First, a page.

Metadata Contact: British Geological Survey, United Kingdom, Date Stamp: 2019-07-16
The shoreline is a highly dynamic land-sea interface that provides important services such as ecology, floodprotection and recreation. It is constantly modified by wind, waves and tides, and impacted by human activity.Hence, the decadal change of shorelines reflect natural processes as well as human influence, whether positiveor negative. Climatic-driven changes such as sea level rise, higher waves and changes in wind direction putincreasing pressure on many of Europe’s shorelines.Knowing how, and at what rate, our coasts are changing is the first step to successfully managing them. Thenew EMODnet Geology shoreline-migration map, released today, allows users to visualise pan-European coastalbehaviour for 2007-2017 at different spatial scales. A built-in search and zoom functionality allows online usersto distinguish areas of landward migration (erosion or submergence), stability, and seaward migration (accretionor emergence). The underlying, downloadable satellite-based dataset offers additional information ...
Metadata Contact: Geological Survey of the Netherlands (TNO), The Netherlands, Date Stamp: 2019-07-16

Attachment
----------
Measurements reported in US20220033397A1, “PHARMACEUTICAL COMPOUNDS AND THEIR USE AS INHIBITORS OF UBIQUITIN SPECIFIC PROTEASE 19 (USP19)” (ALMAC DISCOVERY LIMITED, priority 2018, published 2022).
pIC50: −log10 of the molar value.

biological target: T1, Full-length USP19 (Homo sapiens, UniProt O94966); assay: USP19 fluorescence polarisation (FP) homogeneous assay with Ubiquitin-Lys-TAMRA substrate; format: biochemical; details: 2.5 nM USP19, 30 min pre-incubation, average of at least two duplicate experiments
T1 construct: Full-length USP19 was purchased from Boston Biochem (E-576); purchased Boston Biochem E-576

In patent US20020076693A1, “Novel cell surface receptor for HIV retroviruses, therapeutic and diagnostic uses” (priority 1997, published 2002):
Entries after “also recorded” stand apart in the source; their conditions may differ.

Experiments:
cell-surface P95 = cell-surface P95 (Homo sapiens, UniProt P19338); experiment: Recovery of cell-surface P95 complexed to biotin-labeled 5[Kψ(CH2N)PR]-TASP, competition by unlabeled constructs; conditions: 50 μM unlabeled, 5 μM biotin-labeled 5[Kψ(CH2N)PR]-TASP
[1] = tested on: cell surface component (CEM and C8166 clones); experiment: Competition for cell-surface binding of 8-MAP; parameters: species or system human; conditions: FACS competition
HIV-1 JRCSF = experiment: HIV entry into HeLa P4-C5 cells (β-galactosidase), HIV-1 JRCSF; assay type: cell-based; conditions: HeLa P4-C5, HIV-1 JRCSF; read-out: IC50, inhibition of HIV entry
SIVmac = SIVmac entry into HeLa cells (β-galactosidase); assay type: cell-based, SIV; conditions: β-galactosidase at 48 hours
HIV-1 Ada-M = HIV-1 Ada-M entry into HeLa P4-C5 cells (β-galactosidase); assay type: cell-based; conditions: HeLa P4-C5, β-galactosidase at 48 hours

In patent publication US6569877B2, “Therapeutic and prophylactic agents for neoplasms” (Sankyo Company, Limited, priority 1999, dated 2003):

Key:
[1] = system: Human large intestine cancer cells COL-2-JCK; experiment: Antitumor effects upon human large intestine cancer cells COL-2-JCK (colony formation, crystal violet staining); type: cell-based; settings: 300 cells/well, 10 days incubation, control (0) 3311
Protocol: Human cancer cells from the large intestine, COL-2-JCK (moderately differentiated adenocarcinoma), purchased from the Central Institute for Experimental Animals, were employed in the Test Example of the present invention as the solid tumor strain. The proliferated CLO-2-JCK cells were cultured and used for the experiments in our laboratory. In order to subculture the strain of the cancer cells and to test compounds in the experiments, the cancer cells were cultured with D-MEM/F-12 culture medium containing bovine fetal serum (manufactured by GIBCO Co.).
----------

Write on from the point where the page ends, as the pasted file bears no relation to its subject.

Thanks to the public availability of satellite data (optical imagery of ESA Sentinel 2 and NASA Landsat 5, 7 & 8 with pixel resolutions of 10-30 metres and a revisit time of 1 to 2 weeks) and new analytical tools for processing big data (such as the Google Earth Engine), the EMODnet Geology team in collaboration with Deltares and TNO (Geological Survey of the Netherlands) were able to look at shoreline migration in a new way. Scripts for automated detection of the land-water boundary were used to separate land from water in annual image composites for the period 2007-2017. During this process, data points were generated for each part along the European shoreline. These points were then averaged by year and analysed for a decadal period. Visualising pan-European shoreline change means making choices, like defining a stable shoreline for example. A mean rate of 0.5 metre per year was chosen, though this rate depends on the landscape: granite cliffs for example shows less decadal dynamics compared to a sandy ba...
Metadata Contact: Geological Survey of the Netherlands (TNO), The Netherlands, Date Stamp: 2019-07-16